Keeping Music in Children's Lives
Cover Photo by Deanna Young
Have you ever thought about what a life without music would be like? Could you wrap your head around waking up one day and not having something to listen to or to relate to? It’s really tough to do if you really think about it. How would you act at the gym? Does cooking suddenly become a chore? Are showers now boring? How does your driving style change? It’s safe to say that a life without music is one that would suck!
With each passing day, however, it appears that this could be our future, with states cutting funding for music in schools, taking the music away from the lives of our youth. According to the Center on Budget and Policy Priorities, at least 31 states are providing less funding per student each year and in 15 of those states the cuts exceed 10 percent. If cuts from the state level wasn't bad enough, 18 of those states saw cuts at the local level as well, making it even more difficult to provide the gift of music for generations to come.
Pair these terrifying stats with the potential 2018 budget that our esteemed leader (heavy sarcasm) has proposed that includes cutting of funds for the National Endowment for the Arts and the future doesn’t seem promising for our future musicians. Friday night football games won’t feature a marching band. Proms will be much different without the band formed by recent graduates. School plays will cease to exist because what’s a school play without some form of music.
While this could be a time to allow the power of few to dictate the path of many, several organizations are focused on keeping the education of music alive within our future musicians. Often times these organizations go unnoticed but it’s important to keep them in the spotlight. Doing so will allow them to realize that their message is being heard and that they are appreciated, not only by our current students, but also the future musicians that haven’t wandered through the halls of schools at all levels.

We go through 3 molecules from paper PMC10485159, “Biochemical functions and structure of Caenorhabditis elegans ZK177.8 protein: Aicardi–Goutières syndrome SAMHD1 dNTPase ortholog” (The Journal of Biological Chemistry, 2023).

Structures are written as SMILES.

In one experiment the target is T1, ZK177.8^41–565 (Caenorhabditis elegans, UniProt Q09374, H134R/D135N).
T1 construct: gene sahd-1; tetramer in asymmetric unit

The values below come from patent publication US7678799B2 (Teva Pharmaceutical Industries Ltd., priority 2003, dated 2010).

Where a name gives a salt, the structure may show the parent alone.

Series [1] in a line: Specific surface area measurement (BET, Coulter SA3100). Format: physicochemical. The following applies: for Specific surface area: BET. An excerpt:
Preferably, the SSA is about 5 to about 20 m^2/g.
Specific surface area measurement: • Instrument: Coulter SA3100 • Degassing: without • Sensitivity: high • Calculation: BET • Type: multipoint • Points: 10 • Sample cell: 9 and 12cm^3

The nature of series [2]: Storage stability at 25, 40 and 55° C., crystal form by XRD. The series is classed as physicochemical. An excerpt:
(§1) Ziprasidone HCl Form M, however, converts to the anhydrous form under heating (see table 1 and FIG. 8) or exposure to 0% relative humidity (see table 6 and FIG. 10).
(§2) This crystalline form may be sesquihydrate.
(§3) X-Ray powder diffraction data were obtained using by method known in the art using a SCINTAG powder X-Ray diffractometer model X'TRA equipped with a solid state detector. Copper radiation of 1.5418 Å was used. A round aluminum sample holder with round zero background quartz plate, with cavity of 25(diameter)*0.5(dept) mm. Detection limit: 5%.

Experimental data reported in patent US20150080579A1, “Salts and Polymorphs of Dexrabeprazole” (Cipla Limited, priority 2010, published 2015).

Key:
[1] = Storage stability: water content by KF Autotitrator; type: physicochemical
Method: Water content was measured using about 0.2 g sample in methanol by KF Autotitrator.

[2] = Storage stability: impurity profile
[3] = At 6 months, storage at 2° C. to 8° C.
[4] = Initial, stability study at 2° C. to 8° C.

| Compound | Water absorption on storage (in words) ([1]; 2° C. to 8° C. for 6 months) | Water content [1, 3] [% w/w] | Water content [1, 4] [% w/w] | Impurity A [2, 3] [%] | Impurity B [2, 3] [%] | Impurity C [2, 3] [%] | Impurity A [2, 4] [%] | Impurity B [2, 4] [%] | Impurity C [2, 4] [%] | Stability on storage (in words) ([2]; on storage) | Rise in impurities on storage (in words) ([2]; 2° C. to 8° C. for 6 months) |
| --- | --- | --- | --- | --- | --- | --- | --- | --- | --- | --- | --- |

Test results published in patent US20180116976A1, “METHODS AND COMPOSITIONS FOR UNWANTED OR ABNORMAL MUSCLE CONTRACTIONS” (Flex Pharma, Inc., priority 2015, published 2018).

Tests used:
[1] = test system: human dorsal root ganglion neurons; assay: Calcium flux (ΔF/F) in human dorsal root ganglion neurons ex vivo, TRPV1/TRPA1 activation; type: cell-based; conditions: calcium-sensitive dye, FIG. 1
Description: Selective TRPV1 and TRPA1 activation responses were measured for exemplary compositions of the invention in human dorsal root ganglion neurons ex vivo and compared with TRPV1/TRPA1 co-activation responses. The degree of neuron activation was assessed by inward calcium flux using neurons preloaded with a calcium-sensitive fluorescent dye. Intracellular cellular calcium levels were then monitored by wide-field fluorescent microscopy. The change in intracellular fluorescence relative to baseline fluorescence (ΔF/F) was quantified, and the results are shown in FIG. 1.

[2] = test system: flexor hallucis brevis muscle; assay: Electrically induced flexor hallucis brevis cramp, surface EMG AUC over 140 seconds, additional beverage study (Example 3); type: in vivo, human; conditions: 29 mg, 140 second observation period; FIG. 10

The Rock and Roll playhouse is a weekly concert series held at the Brooklyn Bowl in Brooklyn, NY and The Capitol Theatre in Port Chester, NY that allow families to enjoy the music of iconic musicians in an environment that is conducive to a youthful sense of play and dance. Formed by Pete Shapiro, owner of the Brooklyn Bowl and The Capitol Theatre, and Amy Striem, an early childhood and elementary school teacher, the Rock and Roll Playhouse was formed as a way to educate children 10 years and younger about the joy of music and the people that have helped create it.
“The Rock and Roll Playhouse concerts unite families through live music,” Striem said.
Often times, when musical acts have residencies at the two venues, a special all ages day show is included during Saturday portion of the residency. Most recently The New Mastersounds hosted an all-ages show at the Brooklyn Bowl with Control the Sound in the supporting role. Midway through the opening set, The New Mastersounds keys aficionado, Joe Tatton joined the band of youngsters on stage to fill in on organ. Moments like this are the ones that young musicians strive for and they help keep the passion of playing music alive in a time with so many distractions.